All Shops

Go to British Wildlife

6 issues per year 84 pages per issue Subscription only

British Wildlife is the leading natural history magazine in the UK, providing essential reading for both enthusiast and professional naturalists and wildlife conservationists. Published six times a year, British Wildlife bridges the gap between popular writing and scientific literature through a combination of long-form articles, regular columns and reports, book reviews and letters.

Subscriptions from £25 per year

Conservation Land Management

4 issues per year 44 pages per issue Subscription only

Conservation Land Management (CLM) is a quarterly magazine that is widely regarded as essential reading for all who are involved in land management for nature conservation, across the British Isles. CLM includes long-form articles, events listings, publication reviews, new product information and updates, reports of conferences and letters.

Subscriptions from £18 per year
Academic & Professional Books  Evolutionary Biology  Evolution

Looking for a Few Good Males Female Choice in Evolutionary Biology

By: Erika Lorraine Milam
236 pages, 12 halftones
Looking for a Few Good Males
Click to have a closer look
Select version
  • Looking for a Few Good Males ISBN: 9780801894190 Hardback Mar 2010 Usually dispatched within 4 days
    £30.99
    #184547
Selected version: £30.99
About this book Customer reviews Biography Related titles

About this book

Why do female animals select certain mates, and how do scientists determine the answer? In considering these questions, Erika Lorraine Milam explores the fascinating patterns of experiment and interpretation that emerged as twentieth-century researchers studied sexual selection and female choice. Approaching the topic from both biological and animal-studies perspectives, Milam not only presents a broad history of sexual selection - from Darwin to sociobiology - but also analyzes the animal-human continuum from the perspectives of sex, evolution, and behavior. She asks how social and cultural assumptions influence human-animal research and wonders about the implications of gender on scientific outcomes.

Although female choice appears to be a straightforward theoretical concept, the study of sexual selection has been anything but simple. Scientists in the early twentieth century investigated female choice in animals but did so with human social and sexual behavior as their ultimate objective. By the 1940s, evolutionary biologists and population geneticists shifted their focus, studying instead how evolution affected natural animal populations.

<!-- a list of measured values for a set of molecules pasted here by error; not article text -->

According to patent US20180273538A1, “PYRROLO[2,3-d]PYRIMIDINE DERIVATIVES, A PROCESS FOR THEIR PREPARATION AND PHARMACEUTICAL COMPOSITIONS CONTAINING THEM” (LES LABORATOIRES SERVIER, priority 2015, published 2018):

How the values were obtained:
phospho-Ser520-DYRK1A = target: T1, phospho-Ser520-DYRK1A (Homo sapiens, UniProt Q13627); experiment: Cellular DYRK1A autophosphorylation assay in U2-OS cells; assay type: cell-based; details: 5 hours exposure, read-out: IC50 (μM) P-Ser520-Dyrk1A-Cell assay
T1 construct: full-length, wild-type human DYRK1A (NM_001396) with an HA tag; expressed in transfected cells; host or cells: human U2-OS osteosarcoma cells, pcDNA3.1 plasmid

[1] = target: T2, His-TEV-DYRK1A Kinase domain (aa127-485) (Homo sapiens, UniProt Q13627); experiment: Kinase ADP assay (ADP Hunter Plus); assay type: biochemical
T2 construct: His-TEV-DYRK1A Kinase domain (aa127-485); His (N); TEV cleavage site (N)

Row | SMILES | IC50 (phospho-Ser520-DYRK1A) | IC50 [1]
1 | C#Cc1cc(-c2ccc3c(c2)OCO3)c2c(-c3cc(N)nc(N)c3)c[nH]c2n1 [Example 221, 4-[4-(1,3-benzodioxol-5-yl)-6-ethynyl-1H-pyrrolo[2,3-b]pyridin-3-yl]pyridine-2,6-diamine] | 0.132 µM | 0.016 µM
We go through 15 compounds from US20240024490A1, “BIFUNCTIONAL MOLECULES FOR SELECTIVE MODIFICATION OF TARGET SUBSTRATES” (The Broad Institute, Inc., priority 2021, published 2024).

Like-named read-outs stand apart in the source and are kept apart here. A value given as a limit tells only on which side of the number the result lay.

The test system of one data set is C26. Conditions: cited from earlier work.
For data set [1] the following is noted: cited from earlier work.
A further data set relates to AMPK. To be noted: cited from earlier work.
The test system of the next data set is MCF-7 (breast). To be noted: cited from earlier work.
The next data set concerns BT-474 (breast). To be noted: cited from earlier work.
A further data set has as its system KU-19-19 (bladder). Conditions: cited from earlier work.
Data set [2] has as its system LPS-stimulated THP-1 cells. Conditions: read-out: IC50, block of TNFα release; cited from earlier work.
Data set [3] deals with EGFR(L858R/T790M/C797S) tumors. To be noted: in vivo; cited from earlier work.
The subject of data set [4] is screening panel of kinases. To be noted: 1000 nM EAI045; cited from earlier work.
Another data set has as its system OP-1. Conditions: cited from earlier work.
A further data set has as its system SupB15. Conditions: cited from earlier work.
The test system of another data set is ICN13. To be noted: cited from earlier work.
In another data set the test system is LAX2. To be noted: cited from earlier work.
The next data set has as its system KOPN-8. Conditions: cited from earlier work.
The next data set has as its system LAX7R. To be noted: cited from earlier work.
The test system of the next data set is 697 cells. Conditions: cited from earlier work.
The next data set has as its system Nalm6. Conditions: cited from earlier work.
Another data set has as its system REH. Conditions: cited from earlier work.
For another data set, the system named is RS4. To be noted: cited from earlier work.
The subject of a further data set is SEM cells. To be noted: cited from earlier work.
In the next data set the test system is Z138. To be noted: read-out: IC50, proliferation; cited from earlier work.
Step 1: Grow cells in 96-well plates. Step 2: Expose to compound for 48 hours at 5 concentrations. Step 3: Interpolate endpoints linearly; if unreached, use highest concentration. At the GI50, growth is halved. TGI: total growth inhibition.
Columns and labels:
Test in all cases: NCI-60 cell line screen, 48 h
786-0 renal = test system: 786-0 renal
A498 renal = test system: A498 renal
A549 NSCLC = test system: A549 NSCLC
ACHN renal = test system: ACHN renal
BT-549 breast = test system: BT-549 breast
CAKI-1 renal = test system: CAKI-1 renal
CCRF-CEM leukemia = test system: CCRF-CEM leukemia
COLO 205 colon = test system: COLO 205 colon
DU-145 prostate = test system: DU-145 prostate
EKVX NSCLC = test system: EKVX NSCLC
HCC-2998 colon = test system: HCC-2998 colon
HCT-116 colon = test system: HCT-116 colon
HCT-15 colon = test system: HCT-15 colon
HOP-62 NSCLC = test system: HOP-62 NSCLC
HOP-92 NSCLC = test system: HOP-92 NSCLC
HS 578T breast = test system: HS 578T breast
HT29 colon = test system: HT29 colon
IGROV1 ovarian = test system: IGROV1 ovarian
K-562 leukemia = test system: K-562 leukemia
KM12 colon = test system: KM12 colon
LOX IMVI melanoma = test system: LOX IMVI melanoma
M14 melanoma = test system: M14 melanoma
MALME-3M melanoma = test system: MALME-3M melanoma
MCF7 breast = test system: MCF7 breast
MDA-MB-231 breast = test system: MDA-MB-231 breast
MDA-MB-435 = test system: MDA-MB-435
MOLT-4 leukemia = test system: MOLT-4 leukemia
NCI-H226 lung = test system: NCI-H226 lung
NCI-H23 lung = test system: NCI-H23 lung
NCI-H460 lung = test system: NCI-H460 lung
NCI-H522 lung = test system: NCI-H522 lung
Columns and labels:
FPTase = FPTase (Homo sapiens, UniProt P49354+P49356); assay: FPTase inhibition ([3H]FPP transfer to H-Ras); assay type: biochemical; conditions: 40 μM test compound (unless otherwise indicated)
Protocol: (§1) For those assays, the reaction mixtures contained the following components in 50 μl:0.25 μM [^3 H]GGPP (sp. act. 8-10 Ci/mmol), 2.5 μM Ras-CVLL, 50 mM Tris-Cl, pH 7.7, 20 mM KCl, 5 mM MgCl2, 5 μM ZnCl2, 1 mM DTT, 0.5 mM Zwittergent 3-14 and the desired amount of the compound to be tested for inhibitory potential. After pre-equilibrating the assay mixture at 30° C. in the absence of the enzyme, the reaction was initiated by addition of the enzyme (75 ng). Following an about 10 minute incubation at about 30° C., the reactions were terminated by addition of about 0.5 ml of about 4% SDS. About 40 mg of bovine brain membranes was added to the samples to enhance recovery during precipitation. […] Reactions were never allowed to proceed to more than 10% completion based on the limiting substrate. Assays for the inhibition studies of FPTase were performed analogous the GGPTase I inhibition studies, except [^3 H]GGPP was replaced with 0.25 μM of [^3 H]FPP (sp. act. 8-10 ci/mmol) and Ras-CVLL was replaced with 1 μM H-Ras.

Two decades later, organismal biologists once again redefined the investigation of sexual selection as sociobiology came to dominate the discipline. Outlining the ever-changing history of this field of study, Milam uncovers lost mid-century research programs and finds that the discipline did not languish in the decades between Darwin's theory of sexual selection and sociobiology, as observers commonly believed. Rather, population geneticists, ethologists, and organismal biologists alike continued to investigate this important theory throughout the twentieth century.

Customer Reviews

Biography

Erika Lorraine Milam is an assistant professor in the Department of History at the University of Maryland.
By: Erika Lorraine Milam
236 pages, 12 halftones
Media reviews
In Milam's hands, the issue of female choice becomes a useful sampling device for revealing the distinctive methods and values of biologists of different stripes as they contended for intellectual jurisdiction over evolutionary theory and what came to be called 'organismal biology.' This is a fresh and fascinating book. - Angela N. H. Creager, Princeton University"
Current promotions
Best of Winter 2018Harper CollinsOrder your free copy of our 2018 equipment catalogueBritish Wildlife